Anglican Communion News Service announced the initiation of the Continuing Indaba process April 30, 2010. Additional information is given in an Episcopal News Service story about the new Web site created for discussion within the Communion. The Continuing Indaba project is sponsored by the Archbishop of Canterbury and endorsed by the Anglican Consultative Council. Indaba is the name given to the African technique of consultation used by bishops at the most recent Lambeth Conference.

According to the ENS story, “Continuing Indaba grows out of requests to listen to gay and lesbian Christians that have been made intermittently since Anglican Communion bishops at the 1978 Lambeth Conference recognized ‘the need for pastoral concern for those who are homosexual’ and encouraged ‘dialogue with them.’” Initial funding for the project has been provided by an Episcopal priest, the Rev. Marta Weeks.

Anglo-Catholics consult with Vatican

Anglo-Catholic bishops of the Church of England have conferred with representatives of the Pope concerning their possible conversion to the Roman Catholic Church. The supposedly secret meeting was reported by the Telegraph.

The Church of England faces a potential crisis as it moves toward accepting conditions under which women priests can become bishops. The Times reported that the proposal that will be put before the July meeting of the General Synod will be announced May 7, 2010. According to The Times, no statutory provision is to be made for opponents of women bishops, but a voluntary code of conduct is intended to appease Anglo-Catholics. If suggested provisions are accepted by the General Synod, some Anglo-Catholic clergy may simply convert to Roman Catholicism. Others may accept the Pope’s offer of joining the Roman Catholic Church while preserving limited Anglican traditions. (See Pittsburgh Update story here.) Large defections from the Church of England seem unlikely, however, and the leaking of information about the Vatican meeting may have been intended to influence the General Synod debate.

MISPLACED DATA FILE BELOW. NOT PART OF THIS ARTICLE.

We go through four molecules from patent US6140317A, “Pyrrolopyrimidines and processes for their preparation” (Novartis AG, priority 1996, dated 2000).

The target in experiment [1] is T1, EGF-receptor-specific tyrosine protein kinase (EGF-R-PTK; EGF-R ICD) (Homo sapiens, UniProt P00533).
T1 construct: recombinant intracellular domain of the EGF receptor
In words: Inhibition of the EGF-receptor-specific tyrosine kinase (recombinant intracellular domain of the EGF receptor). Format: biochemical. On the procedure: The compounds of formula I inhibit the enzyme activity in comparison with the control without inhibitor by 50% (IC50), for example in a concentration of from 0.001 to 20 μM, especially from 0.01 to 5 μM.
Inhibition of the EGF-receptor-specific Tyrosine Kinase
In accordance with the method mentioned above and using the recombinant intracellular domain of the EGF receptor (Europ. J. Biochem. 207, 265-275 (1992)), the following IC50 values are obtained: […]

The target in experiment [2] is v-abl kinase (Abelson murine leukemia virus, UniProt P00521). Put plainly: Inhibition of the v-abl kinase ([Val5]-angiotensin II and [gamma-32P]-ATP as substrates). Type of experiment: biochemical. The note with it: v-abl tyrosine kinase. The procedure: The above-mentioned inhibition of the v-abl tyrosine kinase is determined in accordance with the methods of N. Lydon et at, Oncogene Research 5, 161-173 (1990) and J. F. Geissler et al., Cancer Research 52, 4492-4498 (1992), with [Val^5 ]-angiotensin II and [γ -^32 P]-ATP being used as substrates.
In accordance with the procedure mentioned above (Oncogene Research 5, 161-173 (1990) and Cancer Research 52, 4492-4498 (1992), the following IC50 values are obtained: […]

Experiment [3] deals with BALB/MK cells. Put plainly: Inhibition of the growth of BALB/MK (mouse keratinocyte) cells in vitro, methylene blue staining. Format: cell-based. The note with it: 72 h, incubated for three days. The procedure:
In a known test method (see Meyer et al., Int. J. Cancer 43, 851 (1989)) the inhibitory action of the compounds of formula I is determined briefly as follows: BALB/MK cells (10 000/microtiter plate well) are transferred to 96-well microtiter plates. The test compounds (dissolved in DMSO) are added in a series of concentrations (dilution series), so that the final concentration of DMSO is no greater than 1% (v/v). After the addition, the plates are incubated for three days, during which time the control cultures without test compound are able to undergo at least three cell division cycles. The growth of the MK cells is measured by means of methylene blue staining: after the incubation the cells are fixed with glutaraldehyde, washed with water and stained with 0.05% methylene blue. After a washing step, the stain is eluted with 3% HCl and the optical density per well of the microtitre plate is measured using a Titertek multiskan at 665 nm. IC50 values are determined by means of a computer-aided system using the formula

Canadian General Synod to meet next month

The main governing body of the Anglican Church of Canada will meet next month in Halifax, Nova Scotia, June 3–11. Anglican Journal ran a story summarizing the issues before the 2010 General Synod, including the blessing of same-sex unions and the adoption of the proposed Anglican covenant. The May issue of the Anglican Journal also carried an opinion piece suggesting that, given the church’s moving ahead with same-sex blessings, the Anglican Church of Canada cannot, in good conscience, sign on to the covenant.

Bishops come and go

Two bishops who have been critical of The Episcopal Church are experiencing professional changes.

The Church of England’s Bishop of Durham, N.T. Wright, has announced that he will step down from his current post to return to an academic position at Scotland’s University of St. Andrews. New Testament scholar Wright is a prolific author and served on the Lambeth Commission, which produced the Windsor Report. The sample Anglican covenant in that report was largely written by Wright. Episcopal News Service ran a story on the Wright career change here.

Bishop Daniel W. Herzog, the retired Bishop of Albany who left The Episcopal Church in 2007 to join the Roman Catholic Church, has returned to The Episcopal Church. Herzog, a critic of the church’s consecration of Gene Robinson as Bishop of New Hampshire, was welcomed back into the church by Presiding Bishop Katharine Jefferts Schori, who, according to Episcopal News Service, issued an order for Restoration of Ordained Ministry for Bishop Herzog.

Mandamus arguments heard in Fort Worth case

The Texas Second Court of Appeals heard arguments April 27, 2010, from both the reorganized Episcopal Diocese of Fort Worth and the breakaway diocese led by Bishop Jack Iker and also calling itself the Episcopal Diocese of Fort Worth. The latter group is trying to get the court to reverse the decision of the trial court to let the case go forward, with both sides claiming to represent the same entity. (Iker, et al., are seeking a mandamus writ instructing the trial judge to reverse his decision on so-called Rule 12.) Issuing such a writ would greatly prejudice the case being pursued by the Episcopal Church diocese. Iker’s diocese wrote about the proceedings here. The Episcopal Church diocese has a brief note about the April 27 court appearance here, on a page that also reviews legal maneuvers to this point. Audio of the April 27 arguments can be heard here, and information about the litigation on the Court of Appeals Web site can be found here.